October 21 down the years
Rules change the face of the game
England centre Jerry Guscott sits in the stand at the Stade de France after announcing his international retirement, Stade de France, Paris, October 21, 2009
Jerry Guscott sits in the stands after announcing his international retirement © Getty Images
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Players/Officials: Jerry Guscott | Pat Lam | Hugo Porta | Clive Woodward

The IRB announced that several Experimental Law Variations (ELVs), designed to keep the ball in play longer, would be tested during the 2008 Super 14 competition. So began one of the most controversial trials in the sport's history as the northern and southern hemispheres were divided by the new laws. Several of the ELVs were approved for a worldwide trial in 2008 following the Super 14 and 10 were adopted in to law in 2009, although the more controversial laws, including the legal collapsing of a maul, were consigned to history.

Australia edged Wales for the third/fourth play-off at the 2011 World Cup with tries from Berrick Barnes and Ben McCalman enough to see them over the line. Wales responded through Shane Williams - in his last ever World Cup match - and Leigh Halfpenny but it proved to be in vain. Australian Quade Cooper sustained a serious looking knee injury in the first-half but it was his side who crossed the Tasman with the bronze medal in their grasp.

In a day for high-profile retirements, both Jerry Guscott and Pat Lam announced that they had played their last games at international level. England centre Guscott called time on a storied career due to a groin injury, while talismanic Samoa skipper Lam retired to continue his domestic career with Northampton and prepare for the birth of his fourth child. "This is one of the saddest days of my life because I have finally had to accept I've played my last match for England," said an emotional Guscott. "The groin problem which has already disrupted a part of my career has returned to end it."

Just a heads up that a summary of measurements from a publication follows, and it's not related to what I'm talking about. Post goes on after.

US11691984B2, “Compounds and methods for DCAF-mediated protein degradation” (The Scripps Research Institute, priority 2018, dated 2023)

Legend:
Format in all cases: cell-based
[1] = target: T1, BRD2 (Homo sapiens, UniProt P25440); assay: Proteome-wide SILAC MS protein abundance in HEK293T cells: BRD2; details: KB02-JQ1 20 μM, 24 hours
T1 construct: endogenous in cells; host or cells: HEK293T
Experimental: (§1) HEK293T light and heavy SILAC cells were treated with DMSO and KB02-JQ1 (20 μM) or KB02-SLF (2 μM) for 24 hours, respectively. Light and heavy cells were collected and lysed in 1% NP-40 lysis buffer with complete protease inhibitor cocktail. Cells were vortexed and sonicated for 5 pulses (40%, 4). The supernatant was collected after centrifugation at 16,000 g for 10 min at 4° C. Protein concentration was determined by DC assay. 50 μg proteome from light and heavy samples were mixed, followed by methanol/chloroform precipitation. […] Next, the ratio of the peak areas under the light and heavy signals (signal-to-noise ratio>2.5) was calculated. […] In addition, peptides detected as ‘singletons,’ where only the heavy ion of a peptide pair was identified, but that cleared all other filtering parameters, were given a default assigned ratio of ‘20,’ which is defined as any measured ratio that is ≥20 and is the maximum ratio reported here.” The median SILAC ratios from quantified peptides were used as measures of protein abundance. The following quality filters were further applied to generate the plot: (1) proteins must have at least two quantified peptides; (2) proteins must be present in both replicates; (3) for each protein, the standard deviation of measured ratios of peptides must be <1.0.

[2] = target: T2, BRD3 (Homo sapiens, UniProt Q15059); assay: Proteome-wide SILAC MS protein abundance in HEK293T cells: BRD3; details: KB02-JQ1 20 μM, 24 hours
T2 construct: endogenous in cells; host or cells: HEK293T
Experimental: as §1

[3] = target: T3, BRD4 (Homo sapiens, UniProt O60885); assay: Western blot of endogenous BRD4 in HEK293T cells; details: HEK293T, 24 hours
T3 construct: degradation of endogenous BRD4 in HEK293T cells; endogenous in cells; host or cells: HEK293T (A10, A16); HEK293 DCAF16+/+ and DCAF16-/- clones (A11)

Near the end of their 16-10 win against Llanelli, New Zealand appeared to have their lock Graeme Higginson ordered off by referee Allan Hosie for stamping. Phil Bennett and Scarlets' captain Ray Gravell engaged Mr.Hosie who finally blew for full time declaring that Higginson was not sent off. "It was a happy ending as far as I was concerned," said Llanelli captain Ray Gravelle.

Clive Woodward announced the largest management team ever to undertake a British & Irish Lions tour, with 26 names unveiled at Cardiff's Millennium Stadium. Joining Woodward on the coaching side were Ian McGeechan, Andy Robinson, Eddie O'Sullivan, Gareth Jenkins, Phil Larder and Mike Ford. The announcement paved the way for the most bloated playing staff in history as the Lions were humiliated 3-0 by New Zealand.

Llanelli beat Swansea in the first wartime meeting of the clubs at Stradey Park. Rev H C Bowen, muscular Christianity personified, was the outstanding forward of the Scarlets' pack in what is described in the press as "a delightful game."

England and Lions fullback Bob Hiller was in imperious form as captain of Surrey kicking five goals (three penalties and two conversions) in a 28-3 defeat of Hampshire in a County Championship match.

Argentina finished their tour of Britain and Ireland with a flourish, defeating Leinster 24-13 at Lansdowne Road, Dublin. Hugo Porta played his captain's part well scoring 17 of his side's points.

Stade Fran├žais beat London Wasps 40-10 in a pool match that marks the 300th game in Heineken European Cup history.

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